Fort Worth — When setting out to write an opera for children, turning to an award-winning book aimed at that audience is a good idea. That is what composer Joe Illick and librettist Mark Campbell did when they selected Frida Kahlo and the Bravest Girl in the World by Laurence Anholt. This book is part of Anholt's “Artists Books for Children” series of books that introduce famous artists to the youngest generation. The work was given a world premiere last weekend at the Rose Marine Theater, presented by Fort Worth Opera.
Mexican artist Frida Kahlo, who has herself become a pop culture icon, was known for painting in a folk-art style to explore topics of race, class and the long-term effects of colonialism. The plot, based on a true story, concerns a young girl, Marianna Morillo Safa, and her trip to the artist’s studio to have her portrait painted. The Safas home is filled with portraits of all of the family members by the famous artist and it is her turn. So, we can assume that they are of some means.
Marianna (played by Robin Steitz at the performance reviewed; the roles are double cast) is sent to the studio alone without any family member going with her, which is an odd twist considering that you would expect some adult to accompany her. Nevertheless, going alone sets up the premise of the opera. She is afraid to even knock on the door. Rumors have run wild about the artist, even that she is a witch. However, Kahlo (Kayla Nanto, who also plays the Mother) greets her, assuages her terrors and invites her in. She discovers that many wonders await her once inside the studio, including a menagerie of animals — a monkey, dog, and a parrot (here represented by puppets designed by Cindy Page and played by Megan Koch, Christopher Curcuruto, and Lwazi Hlati). All turns out splendidly, as does her portrait, and the artist and child become fast friends.
Campbell’s libretto is a marvel: clever and informative yet easily understood. It explores the universal fear of the unknown. Best of all, it involves the audience in the action.
Illick’s music is equally clever and written for piano solo. Using minimal musical resources and eschewing anything that smacks of virtuosic display or “opera-ness,” his music is tuneful and features Latin rhythms. He uses dances, such as the habanera, to keep his score light on its feet. If there is a criticism, it is that his characters don’t really have a lot of distinctive music of their own to easily differentiate them from the other cast members.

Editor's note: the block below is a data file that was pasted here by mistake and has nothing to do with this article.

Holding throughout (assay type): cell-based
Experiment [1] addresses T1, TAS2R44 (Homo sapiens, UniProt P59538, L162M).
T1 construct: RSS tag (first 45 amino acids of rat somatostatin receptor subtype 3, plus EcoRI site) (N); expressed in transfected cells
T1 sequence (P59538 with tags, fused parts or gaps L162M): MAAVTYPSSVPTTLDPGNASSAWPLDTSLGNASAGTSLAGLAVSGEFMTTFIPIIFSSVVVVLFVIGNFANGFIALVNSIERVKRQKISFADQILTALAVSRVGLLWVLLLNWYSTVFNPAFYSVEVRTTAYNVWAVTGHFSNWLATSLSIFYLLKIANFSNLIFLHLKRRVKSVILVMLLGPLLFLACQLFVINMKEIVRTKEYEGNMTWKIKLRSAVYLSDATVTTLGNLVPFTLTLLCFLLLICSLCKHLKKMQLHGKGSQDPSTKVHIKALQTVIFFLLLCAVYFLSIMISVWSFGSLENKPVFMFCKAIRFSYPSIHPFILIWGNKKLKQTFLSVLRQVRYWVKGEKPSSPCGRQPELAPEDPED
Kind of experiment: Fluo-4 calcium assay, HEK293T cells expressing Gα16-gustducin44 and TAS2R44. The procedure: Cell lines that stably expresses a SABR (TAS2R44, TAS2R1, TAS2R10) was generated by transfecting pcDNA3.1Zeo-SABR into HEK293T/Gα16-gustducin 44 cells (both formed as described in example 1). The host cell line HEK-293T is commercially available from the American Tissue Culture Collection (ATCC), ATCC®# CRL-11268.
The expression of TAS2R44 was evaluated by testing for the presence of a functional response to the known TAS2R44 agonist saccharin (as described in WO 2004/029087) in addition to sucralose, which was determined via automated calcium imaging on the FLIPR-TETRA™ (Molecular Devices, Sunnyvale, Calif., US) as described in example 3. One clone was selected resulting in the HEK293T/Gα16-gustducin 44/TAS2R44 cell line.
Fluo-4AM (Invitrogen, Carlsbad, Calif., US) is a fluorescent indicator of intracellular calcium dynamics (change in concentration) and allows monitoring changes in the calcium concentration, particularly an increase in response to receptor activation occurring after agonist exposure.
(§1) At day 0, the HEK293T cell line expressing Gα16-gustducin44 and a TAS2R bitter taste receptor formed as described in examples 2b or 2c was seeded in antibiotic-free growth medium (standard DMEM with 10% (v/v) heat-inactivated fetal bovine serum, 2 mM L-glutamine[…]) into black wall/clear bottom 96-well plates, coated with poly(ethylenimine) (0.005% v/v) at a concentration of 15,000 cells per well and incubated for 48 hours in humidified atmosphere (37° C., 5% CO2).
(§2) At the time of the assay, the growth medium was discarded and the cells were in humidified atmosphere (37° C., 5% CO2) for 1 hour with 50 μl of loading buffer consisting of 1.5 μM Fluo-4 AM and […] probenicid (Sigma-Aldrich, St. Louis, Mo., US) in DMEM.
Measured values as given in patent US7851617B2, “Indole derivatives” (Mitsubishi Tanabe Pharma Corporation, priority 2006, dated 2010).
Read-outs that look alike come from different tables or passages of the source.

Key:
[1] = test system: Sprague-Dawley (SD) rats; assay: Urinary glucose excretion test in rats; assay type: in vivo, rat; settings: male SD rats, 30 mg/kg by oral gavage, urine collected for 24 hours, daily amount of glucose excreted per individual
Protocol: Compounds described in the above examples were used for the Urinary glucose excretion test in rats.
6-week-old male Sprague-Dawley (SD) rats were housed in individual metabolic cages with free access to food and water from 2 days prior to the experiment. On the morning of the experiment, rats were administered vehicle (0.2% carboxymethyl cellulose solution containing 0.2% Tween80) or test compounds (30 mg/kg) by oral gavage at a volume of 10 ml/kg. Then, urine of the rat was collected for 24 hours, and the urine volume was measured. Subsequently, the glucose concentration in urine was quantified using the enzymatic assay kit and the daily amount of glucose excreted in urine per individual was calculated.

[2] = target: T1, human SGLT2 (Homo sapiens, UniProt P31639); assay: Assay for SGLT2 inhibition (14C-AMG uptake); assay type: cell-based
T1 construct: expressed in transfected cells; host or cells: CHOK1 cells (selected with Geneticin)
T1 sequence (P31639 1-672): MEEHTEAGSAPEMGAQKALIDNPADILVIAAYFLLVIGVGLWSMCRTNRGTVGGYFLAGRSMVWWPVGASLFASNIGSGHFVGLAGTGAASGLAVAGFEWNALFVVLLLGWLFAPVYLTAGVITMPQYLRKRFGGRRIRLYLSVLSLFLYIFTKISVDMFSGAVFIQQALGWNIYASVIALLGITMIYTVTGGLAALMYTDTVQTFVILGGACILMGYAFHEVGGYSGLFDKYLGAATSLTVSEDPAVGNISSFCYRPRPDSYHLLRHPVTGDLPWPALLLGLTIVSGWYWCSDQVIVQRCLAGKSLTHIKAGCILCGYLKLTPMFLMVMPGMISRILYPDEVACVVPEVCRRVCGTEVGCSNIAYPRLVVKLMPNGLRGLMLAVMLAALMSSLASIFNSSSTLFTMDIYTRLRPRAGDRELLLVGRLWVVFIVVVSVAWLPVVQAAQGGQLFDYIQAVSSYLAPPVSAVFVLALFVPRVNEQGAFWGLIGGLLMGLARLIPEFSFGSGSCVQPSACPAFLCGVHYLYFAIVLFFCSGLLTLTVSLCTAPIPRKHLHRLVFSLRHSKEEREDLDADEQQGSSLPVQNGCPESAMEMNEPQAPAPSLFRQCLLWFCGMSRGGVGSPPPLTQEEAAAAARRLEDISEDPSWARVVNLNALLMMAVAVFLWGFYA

Speaking of cast members, all in the production viewed were excellent and drawn from the Fort Worth Opera’s Studio Artists group. This is a training program for aspiring opera singers and the quality raises every year.
Richard Morrison’s comic book-inspired set is flexible, with Marianna’s home on one side of a rotating set piece and Kahlo’s studio on the other. Colleen Power’s costumes are authentic and Cindy Page’s puppets are adorable. Music director Charlene Lotz did a fine job at the piano, supportive but never intrusive. All of these elements are drawn together by the inspired stage direction of Octavio Cardenas.
The piece is designed to tour and will go into area schools starting in 2020. This is a much better idea than bussing the recalcitrant students to the theater. For one thing, it doesn’t take them away from studies for the whole day. For another, bringing such a clever show to them is more effective than the groan-inducing experience of dragging them to an “opera.”
It's also a brilliant way to generate interest in the Fort Worth Opera’s 2021 world premiere of composer Gabriela Lena Frank and librettist Nilo Cruz’s The Last Dream of Frida & Diego.
The children’s opera really needs to be seen to be appreciated, so the FWO as posted two clips on its YouTube page. We’ve also shared them below.
In the video at the top of this review, Marianna, sung by Robin Steitz, is frozen outside of the studio, afraid to even knock on the door. She implores the audience to “help me knock on the door.” Kayla Nanto portrays Frida, who greets her. In the clip below, Marianna meets all of the animals that live with the artist. Lwazi Hlati works the dog puppet, Christopher Curcuruto is the parrot and Megan Koch is the monkey. And, once again the audience is involved by joining in making the animal sounds.